Researchers work to create a COVID-19 viral epitope map

Share via

The team used data from SARS-CoV to identify possible viral epitopes that vaccines could include to stimulate an immune response.

coronavirus particle with man with face mask on

Immunologists have used data from the SARS-CoV coronavirus, the closest relation to SARS-CoV-2 – currently causing the COVID-19 outbreak, to identify regions of the virus that the immune system’s B and T cells could react to. The researchers say their discoveries provide key information for vaccine design.

Vaccine strategies that specifically target these regions could generate immunity… that’s relatively resistant to ongoing virus evolution”

The paper published in Cell, Host and Microbe provides the first analysis of potential immune system targets that need to be incorporated into vaccines. The researchers from La Jolla Institute (LJI) for Immunology and the J. Craig Venter Institute, both US, used data from the well characterised SARS-CoV coronavirus to suggest which viral epitopes (small molecular features on the viral particle) the cells of the immune system may allow recognition and activation.

“Right now, we have limited information about which pieces of the virus elicit a solid human response,” says the study’s lead author Dr Alessandro Sette, a professor in the Center for Infectious Disease and Vaccine Research at LJI. “Knowing the immunogenicity of certain viral regions, or in other words, which parts of the virus the immune system reacts to and how strongly, is of immediate relevance for the design of promising vaccine candidates and their evaluation.”

Coronavirus research

Existing data from known coronaviruses can be used to predict which parts of SARS-CoV-2 are capable of activating the human immune system (credit: Grifoni et al./Cell Host & Microbe).

These epitopes also enable the formation of memory cells which drive a faster response if the same structures are encountered again. A map of these viral epitopes and their relative immunogenicity could benefit researchers attempting to design or modify vaccines to protect against COVID-19.

In their study, the team used available data from the LJI-based Immune Epitope Database (IEDB), which contains over 600,000 known epitopes from some 3,600 different species, and the Virus Pathogen Resource (ViPR), a complementary repository of information about pathogenic viruses. The team compiled known epitopes from SARS-CoV and mapped the corresponding regions to SARS-CoV-2.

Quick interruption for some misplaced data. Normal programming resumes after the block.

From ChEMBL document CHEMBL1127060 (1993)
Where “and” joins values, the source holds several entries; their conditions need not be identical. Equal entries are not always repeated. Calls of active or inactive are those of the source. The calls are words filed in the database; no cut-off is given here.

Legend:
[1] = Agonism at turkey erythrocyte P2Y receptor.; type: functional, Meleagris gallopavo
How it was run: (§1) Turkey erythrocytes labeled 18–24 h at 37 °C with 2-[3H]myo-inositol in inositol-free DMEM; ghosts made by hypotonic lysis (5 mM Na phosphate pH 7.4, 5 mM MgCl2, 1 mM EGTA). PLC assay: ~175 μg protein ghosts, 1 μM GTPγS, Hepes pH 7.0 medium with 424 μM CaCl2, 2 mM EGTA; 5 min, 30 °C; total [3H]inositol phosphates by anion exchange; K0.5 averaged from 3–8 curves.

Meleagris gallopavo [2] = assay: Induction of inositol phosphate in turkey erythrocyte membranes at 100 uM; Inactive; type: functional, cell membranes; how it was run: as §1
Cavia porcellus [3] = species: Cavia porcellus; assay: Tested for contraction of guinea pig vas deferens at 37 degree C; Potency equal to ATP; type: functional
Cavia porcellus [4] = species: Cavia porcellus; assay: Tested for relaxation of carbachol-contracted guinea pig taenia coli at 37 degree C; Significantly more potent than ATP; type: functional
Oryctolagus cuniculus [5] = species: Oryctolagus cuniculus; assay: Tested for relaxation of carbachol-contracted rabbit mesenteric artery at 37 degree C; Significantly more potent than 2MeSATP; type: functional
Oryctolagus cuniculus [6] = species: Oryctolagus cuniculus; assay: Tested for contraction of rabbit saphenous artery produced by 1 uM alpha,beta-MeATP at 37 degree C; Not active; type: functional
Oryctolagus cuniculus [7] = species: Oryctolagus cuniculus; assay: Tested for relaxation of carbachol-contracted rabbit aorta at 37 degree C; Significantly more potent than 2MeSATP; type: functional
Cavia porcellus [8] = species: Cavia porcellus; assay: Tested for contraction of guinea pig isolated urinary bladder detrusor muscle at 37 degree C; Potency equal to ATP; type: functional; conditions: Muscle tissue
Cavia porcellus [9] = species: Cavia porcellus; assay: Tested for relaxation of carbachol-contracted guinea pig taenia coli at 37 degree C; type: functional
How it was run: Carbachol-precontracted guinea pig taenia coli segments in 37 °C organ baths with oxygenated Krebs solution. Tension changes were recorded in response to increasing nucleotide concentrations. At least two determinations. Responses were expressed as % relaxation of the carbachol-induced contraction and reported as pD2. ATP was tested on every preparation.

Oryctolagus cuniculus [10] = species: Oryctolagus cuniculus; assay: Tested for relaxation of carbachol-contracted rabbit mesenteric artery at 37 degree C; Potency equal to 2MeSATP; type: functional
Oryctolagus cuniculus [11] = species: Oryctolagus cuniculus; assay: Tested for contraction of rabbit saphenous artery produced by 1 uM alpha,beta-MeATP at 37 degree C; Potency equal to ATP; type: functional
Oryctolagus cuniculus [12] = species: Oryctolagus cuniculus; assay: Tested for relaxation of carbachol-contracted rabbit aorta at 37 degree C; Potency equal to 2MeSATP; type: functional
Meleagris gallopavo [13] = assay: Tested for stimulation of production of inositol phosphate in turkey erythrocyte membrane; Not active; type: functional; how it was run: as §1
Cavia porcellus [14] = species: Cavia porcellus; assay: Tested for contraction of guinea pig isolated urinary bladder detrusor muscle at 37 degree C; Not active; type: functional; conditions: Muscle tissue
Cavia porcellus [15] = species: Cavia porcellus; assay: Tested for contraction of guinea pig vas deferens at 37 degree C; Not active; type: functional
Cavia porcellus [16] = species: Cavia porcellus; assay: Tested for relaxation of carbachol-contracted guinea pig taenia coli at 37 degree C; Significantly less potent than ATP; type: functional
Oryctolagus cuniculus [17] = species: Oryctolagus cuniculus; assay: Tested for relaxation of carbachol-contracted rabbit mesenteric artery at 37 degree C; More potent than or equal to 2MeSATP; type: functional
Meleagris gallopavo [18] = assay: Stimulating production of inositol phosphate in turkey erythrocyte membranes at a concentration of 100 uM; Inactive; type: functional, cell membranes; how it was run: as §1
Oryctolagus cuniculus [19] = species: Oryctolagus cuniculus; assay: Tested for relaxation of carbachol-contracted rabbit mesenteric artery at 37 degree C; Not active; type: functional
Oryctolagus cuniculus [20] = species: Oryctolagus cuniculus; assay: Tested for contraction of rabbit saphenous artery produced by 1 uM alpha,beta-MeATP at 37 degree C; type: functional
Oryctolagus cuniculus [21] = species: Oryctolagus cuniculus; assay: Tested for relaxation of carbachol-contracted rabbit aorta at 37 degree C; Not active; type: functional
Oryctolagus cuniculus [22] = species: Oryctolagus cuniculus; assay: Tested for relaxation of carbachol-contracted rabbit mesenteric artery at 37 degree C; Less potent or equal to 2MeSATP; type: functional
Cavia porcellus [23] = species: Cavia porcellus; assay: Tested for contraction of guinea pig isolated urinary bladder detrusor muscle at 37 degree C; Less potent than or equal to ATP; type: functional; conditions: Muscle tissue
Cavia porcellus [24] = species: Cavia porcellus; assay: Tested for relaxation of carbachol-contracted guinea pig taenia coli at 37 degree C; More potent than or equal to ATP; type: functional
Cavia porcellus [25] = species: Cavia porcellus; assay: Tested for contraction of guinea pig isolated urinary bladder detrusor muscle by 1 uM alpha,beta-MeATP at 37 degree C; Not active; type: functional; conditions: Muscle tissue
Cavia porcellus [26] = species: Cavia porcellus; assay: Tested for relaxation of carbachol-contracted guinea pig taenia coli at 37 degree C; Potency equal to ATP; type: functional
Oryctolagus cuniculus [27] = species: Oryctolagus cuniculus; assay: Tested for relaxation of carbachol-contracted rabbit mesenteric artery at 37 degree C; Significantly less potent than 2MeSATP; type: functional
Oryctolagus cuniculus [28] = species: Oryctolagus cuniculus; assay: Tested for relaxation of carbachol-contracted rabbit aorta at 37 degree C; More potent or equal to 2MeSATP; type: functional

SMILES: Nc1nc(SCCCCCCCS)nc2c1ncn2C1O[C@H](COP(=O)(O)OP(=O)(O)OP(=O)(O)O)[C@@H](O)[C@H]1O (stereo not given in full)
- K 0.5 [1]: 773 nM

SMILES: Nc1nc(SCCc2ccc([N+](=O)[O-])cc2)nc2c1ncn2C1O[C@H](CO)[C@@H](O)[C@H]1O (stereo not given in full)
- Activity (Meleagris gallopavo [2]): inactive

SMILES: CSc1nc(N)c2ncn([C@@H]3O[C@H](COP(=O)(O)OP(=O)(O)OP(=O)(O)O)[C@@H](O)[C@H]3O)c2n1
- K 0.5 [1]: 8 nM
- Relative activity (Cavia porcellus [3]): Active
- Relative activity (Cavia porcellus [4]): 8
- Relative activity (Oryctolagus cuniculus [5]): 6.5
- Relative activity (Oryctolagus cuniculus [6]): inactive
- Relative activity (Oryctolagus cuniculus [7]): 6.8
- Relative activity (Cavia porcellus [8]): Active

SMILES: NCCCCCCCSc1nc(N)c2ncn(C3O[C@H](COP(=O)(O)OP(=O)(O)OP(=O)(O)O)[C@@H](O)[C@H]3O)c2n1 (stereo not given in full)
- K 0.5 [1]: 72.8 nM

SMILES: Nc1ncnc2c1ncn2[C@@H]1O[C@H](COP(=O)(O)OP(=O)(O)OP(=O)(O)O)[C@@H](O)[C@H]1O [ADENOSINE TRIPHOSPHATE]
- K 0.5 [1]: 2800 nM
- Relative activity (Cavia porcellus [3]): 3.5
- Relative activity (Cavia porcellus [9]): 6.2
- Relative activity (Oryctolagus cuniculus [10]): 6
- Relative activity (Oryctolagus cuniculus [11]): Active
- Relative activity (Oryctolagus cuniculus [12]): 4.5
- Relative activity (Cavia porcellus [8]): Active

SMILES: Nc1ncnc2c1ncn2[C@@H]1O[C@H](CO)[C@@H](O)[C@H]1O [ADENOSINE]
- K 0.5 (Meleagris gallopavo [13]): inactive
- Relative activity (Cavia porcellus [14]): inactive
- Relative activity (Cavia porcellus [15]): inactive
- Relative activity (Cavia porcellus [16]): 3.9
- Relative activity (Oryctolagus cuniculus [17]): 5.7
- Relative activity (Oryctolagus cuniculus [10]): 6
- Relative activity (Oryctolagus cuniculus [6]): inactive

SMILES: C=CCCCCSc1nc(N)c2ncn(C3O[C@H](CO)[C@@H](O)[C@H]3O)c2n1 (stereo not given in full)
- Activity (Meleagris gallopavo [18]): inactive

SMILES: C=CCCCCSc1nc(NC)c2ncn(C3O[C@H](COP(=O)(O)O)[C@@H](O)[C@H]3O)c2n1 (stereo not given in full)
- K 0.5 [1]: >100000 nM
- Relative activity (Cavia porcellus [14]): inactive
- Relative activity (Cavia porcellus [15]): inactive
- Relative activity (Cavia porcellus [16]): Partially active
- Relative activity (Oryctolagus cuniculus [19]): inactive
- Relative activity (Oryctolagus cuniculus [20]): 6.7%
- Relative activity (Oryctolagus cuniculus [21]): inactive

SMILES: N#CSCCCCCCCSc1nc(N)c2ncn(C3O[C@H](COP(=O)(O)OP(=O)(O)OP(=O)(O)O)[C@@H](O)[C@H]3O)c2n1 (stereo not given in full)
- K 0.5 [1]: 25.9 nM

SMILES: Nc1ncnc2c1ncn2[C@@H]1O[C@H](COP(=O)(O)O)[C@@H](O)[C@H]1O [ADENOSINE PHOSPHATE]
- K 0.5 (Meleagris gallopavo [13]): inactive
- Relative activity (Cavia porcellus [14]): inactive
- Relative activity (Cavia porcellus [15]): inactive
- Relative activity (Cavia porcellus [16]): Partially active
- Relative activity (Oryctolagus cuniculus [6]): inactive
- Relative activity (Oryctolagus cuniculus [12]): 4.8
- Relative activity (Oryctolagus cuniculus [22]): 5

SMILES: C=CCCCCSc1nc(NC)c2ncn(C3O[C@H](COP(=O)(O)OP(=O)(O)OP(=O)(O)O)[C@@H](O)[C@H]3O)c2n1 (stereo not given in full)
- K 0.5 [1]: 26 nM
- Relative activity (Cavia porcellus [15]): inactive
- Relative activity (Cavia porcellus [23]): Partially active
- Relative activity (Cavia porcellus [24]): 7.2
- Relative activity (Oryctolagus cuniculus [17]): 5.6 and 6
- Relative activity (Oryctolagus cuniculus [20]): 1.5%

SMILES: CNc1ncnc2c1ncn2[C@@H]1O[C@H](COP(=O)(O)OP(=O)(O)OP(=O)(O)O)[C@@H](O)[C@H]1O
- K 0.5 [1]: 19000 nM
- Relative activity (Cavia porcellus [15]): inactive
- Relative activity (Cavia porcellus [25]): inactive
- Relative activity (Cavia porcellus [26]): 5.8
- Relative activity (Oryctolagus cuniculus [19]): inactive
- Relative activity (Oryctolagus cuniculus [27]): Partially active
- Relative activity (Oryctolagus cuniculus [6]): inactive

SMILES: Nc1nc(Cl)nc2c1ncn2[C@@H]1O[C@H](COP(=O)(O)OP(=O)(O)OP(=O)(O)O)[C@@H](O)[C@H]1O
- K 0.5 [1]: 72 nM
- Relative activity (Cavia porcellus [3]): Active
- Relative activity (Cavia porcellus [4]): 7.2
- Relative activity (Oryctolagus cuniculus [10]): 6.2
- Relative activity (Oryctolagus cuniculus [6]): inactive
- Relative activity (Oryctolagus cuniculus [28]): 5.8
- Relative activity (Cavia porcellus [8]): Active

“We were able to map back 10 B cell epitopes to the new coronavirus and because of the overall high sequence similarity between SARS-CoV and SARS-CoV-2, there is a high likelihood that the same regions that are immunodominant in SARS-CoV are also dominant in SARS-CoV-2 is,” explained the study’s first author Dr Alba Grifoni, a postdoctoral researcher in the Sette lab.

The B cell epitopes identified were:

  • Five on the spike glycoprotein – the crown-shaped projection from the surface of the virus
  • Two in the membrane protein – the membrane protein is embedded in the membrane enveloping the shell of the virus
  • Three in the nucleoprotein – the shell of the virus is formed of nucleoproteins.

In a similar analysis, T-cell epitopes were also mostly associated with the spike glycoprotein and nucleoprotein.

Coronavirus structureDr Grifoni also used the epitope prediction algorithm hosted by the IEDB to predict linear B-cell epitopes, an approach which also pointed to two of the spike protein epitopes identified earlier.

To substantiate the SARS-CoV-2 T cell epitopes identified based on their homology to SARS-CoV, Dr Grifoni compared them with epitopes pinpointed by the IEDB. Using this approach, she was able verify 12 out of 17 SARS-CoV-2 T cell epitopes identified based on sequence similarities to SARS-CoV.

“The fact that we found that many B- and T-cell epitopes are highly conserved between SARS-CoV and SARS-CoV-2 provides a great starting point for vaccine development,” said Dr Sette. “Vaccine strategies that specifically target these regions could generate immunity that’s not only cross-protective but also relatively resistant to ongoing virus evolution.”

Send this to a friend